Dr Fredinan Yulianda Responds to the Three Pillars of Minister of Marine Affairs and Fisheries Program


Dr. Fredinan Yulianda, Dean of the Faculty of Fisheries and Marine Sciences, IPB University, responds to the three pillars of the priority program of Minister of Marine Affairs and Fisheries. The three pillars are an increase in Non-Tax State Revenue (PNBP), an increase in fishermen's welfare and an increase in fisheries cultivation. According to him, this priority program needs to be supported by various elements of society.

"This is a futuristic concept that needs to be supported by all parties. Both from internal ministries and other stakeholders including academics”, he said in the Koral Webinar on May 3rd.

He revealed that efforts to realize the priority programs that have been launched need to fix the sustainable fisheries and marine management cycle. This management cycle consists of components of natural resources, data and information systems, a strong management system, effective policies and regulations, sector synergy and integration, as well as social and economic values.

"Social and economic values that are the output of the management cycle should be a product of the process of the management cycle. It aims to increase economic value in the fisheries and marine sectors”, he added.

Achieving each target indicator is not enough to just fix one or two components of the fishery problem. He also said that the increase in PNBP as an output indicator is closely related to the condition of resources, which is an input indicator.

"Do not let PNBP increase, but the condition of the resources is not in good condition”, he explained.

Meanwhile, fishermen's welfare is closely related to opportunity, justice and facilities. Fishermen must obtain priority rights in utilizing fishery resources through the provision of facilities. Not only that, fishermen must also receive programs for economic welfare so that they are able to meet their needs.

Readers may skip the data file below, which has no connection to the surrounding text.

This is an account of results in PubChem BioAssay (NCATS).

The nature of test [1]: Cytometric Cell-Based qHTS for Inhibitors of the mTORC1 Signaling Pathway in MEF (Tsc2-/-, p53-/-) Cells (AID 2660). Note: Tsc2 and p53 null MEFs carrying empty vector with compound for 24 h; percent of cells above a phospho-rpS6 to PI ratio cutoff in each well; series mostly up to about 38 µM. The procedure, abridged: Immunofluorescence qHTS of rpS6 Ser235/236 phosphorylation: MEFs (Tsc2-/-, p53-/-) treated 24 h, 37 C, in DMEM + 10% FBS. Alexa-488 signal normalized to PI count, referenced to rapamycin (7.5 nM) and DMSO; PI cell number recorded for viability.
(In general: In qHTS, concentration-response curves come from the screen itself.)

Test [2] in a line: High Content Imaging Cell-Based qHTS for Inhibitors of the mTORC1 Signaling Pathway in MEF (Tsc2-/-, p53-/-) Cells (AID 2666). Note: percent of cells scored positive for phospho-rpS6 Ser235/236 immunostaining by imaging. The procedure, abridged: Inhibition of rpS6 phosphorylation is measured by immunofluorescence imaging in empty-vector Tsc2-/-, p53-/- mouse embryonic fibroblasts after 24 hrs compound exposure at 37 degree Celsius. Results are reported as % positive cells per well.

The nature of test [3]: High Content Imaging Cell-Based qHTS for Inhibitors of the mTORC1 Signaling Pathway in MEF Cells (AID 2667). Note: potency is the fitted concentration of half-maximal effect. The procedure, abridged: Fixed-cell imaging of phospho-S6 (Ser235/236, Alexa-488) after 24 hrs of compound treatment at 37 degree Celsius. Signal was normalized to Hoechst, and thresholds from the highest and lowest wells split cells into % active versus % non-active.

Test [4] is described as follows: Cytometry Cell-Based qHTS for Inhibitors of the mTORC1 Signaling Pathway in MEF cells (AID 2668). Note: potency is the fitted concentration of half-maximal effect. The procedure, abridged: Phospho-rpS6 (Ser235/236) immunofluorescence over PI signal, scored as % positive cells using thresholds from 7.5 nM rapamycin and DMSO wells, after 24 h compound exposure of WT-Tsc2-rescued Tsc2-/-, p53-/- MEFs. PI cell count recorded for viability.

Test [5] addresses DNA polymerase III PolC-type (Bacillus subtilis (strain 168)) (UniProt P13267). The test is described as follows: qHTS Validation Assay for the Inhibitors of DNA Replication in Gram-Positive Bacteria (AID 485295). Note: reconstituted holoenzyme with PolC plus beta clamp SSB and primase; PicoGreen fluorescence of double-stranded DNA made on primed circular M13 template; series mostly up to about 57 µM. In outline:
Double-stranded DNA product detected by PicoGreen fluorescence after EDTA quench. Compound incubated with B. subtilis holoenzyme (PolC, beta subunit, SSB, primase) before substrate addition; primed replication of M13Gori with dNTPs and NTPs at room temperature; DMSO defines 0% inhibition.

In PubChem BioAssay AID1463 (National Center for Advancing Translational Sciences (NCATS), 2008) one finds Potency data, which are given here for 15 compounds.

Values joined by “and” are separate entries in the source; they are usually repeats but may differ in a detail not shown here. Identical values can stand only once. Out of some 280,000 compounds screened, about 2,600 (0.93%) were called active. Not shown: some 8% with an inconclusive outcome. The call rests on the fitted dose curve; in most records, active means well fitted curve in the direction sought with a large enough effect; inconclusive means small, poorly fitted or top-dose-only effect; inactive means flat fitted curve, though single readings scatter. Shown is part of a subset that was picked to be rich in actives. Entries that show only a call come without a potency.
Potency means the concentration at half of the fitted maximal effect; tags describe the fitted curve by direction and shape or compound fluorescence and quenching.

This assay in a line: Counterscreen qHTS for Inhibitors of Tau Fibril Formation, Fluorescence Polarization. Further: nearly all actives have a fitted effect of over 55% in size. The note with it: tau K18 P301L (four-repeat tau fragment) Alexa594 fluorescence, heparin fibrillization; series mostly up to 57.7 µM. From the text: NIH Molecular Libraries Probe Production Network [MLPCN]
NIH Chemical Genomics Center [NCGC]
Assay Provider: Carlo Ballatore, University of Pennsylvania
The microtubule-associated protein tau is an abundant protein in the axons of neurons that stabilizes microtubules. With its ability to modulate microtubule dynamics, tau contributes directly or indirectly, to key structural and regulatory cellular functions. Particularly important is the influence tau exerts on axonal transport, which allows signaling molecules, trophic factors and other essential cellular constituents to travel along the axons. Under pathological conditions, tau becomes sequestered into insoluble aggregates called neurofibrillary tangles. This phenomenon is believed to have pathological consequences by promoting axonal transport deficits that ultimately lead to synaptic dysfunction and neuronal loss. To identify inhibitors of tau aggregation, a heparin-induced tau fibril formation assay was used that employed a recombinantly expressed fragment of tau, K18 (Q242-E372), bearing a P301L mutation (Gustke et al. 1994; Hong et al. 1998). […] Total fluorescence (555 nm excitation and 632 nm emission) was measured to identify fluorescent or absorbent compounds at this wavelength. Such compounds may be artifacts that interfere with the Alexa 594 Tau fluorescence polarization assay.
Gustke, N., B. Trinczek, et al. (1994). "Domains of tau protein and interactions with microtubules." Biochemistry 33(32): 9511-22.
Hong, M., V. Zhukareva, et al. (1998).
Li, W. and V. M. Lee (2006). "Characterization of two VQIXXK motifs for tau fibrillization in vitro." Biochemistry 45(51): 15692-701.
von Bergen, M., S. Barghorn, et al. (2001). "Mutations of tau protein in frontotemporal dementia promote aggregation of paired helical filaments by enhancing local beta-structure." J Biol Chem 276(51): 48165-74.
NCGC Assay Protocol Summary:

"While the development of aquaculture, it is necessary to pay attention to spatial planning and environmental quality. From the production side, such as hatchery (cultivation of fish seed production), feed and technology, policies, and post-harvest management must also be considered”, he added.

He revealed that several fish cultivation areas are still prone to disruption of waste and a decrease in the quality of the aquatic environment. Therefore, he sees that it is necessary to make laws and regulations that do not look from a sectoral perspective.

"The formulation of policies must be integrated and a control system is needed that embraces all interests that prioritize the preservation of natural resources and the aquatic environment”, he added.

According to him, existing regulations on land and at sea should be synergized and integrated with the importance of maintaining the existence of fishery resources. Sustainable fisheries and marine development will be created, which is a system that has connectivity between resource sustainability, sustainable use and economic sustainability. (*/RA)



Published Date : 08-May-2021

Resource Person : Dr Fredinan Yulianda

Keyword : Fisheries, Aquaculture, Fisheries Business

SDG : SDG 14 - LIFE BELOW WATER, SDG 1 - NO POVERTY, SDG 2 ZERO HUNGER